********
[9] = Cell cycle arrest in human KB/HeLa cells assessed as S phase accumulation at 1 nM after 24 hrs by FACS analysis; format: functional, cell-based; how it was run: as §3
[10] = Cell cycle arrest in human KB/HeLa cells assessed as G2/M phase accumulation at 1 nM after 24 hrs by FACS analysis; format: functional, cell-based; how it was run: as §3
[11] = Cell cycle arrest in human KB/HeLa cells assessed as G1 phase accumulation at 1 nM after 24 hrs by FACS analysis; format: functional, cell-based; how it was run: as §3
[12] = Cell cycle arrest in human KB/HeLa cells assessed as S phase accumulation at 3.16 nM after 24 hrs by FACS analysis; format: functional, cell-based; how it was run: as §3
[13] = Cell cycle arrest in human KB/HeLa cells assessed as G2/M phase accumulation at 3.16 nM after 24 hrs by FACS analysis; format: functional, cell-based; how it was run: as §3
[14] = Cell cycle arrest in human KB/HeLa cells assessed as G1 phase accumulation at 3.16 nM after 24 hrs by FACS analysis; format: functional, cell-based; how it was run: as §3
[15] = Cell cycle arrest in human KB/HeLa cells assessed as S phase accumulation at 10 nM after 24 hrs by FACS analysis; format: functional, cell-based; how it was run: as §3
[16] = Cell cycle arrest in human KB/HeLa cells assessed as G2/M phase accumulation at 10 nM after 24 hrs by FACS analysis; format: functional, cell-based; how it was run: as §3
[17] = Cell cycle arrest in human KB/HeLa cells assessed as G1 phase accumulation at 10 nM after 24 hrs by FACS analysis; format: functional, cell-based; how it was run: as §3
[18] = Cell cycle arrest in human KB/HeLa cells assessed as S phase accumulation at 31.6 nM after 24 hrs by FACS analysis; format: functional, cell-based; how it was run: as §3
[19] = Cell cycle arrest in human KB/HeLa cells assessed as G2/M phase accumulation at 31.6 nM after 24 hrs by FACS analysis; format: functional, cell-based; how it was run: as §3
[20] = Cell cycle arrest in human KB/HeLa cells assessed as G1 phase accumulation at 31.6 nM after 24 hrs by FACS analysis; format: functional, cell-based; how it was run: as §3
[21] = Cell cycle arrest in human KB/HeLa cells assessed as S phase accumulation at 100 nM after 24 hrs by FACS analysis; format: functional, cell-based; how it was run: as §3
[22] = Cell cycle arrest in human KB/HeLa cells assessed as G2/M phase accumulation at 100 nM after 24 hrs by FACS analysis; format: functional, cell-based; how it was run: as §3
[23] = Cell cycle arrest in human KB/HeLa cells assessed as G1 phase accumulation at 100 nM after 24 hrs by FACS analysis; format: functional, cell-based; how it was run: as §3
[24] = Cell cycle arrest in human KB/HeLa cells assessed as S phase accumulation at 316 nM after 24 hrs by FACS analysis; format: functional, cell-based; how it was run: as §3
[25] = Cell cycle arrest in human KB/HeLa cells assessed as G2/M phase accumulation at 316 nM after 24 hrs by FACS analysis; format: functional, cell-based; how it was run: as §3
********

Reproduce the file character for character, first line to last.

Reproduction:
[9] = Cell cycle arrest in human KB/HeLa cells assessed as S phase accumulation at 1 nM after 24 hrs by FACS analysis; format: functional, cell-based; how it was run: as §3
[10] = Cell cycle arrest in human KB/HeLa cells assessed as G2/M phase accumulation at 1 nM after 24 hrs by FACS analysis; format: functional, cell-based; how it was run: as §3
[11] = Cell cycle arrest in human KB/HeLa cells assessed as G1 phase accumulation at 1 nM after 24 hrs by FACS analysis; format: functional, cell-based; how it was run: as §3
[12] = Cell cycle arrest in human KB/HeLa cells assessed as S phase accumulation at 3.16 nM after 24 hrs by FACS analysis; format: functional, cell-based; how it was run: as §3
[13] = Cell cycle arrest in human KB/HeLa cells assessed as G2/M phase accumulation at 3.16 nM after 24 hrs by FACS analysis; format: functional, cell-based; how it was run: as §3
[14] = Cell cycle arrest in human KB/HeLa cells assessed as G1 phase accumulation at 3.16 nM after 24 hrs by FACS analysis; format: functional, cell-based; how it was run: as §3
[15] = Cell cycle arrest in human KB/HeLa cells assessed as S phase accumulation at 10 nM after 24 hrs by FACS analysis; format: functional, cell-based; how it was run: as §3
[16] = Cell cycle arrest in human KB/HeLa cells assessed as G2/M phase accumulation at 10 nM after 24 hrs by FACS analysis; format: functional, cell-based; how it was run: as §3
[17] = Cell cycle arrest in human KB/HeLa cells assessed as G1 phase accumulation at 10 nM after 24 hrs by FACS analysis; format: functional, cell-based; how it was run: as §3
[18] = Cell cycle arrest in human KB/HeLa cells assessed as S phase accumulation at 31.6 nM after 24 hrs by FACS analysis; format: functional, cell-based; how it was run: as §3
[19] = Cell cycle arrest in human KB/HeLa cells assessed as G2/M phase accumulation at 31.6 nM after 24 hrs by FACS analysis; format: functional, cell-based; how it was run: as §3
[20] = Cell cycle arrest in human KB/HeLa cells assessed as G1 phase accumulation at 31.6 nM after 24 hrs by FACS analysis; format: functional, cell-based; how it was run: as §3
[21] = Cell cycle arrest in human KB/HeLa cells assessed as S phase accumulation at 100 nM after 24 hrs by FACS analysis; format: functional, cell-based; how it was run: as §3
[22] = Cell cycle arrest in human KB/HeLa cells assessed as G2/M phase accumulation at 100 nM after 24 hrs by FACS analysis; format: functional, cell-based; how it was run: as §3
[23] = Cell cycle arrest in human KB/HeLa cells assessed as G1 phase accumulation at 100 nM after 24 hrs by FACS analysis; format: functional, cell-based; how it was run: as §3
[24] = Cell cycle arrest in human KB/HeLa cells assessed as S phase accumulation at 316 nM after 24 hrs by FACS analysis; format: functional, cell-based; how it was run: as §3
[25] = Cell cycle arrest in human KB/HeLa cells assessed as G2/M phase accumulation at 316 nM after 24 hrs by FACS analysis; format: functional, cell-based; how it was run: as §3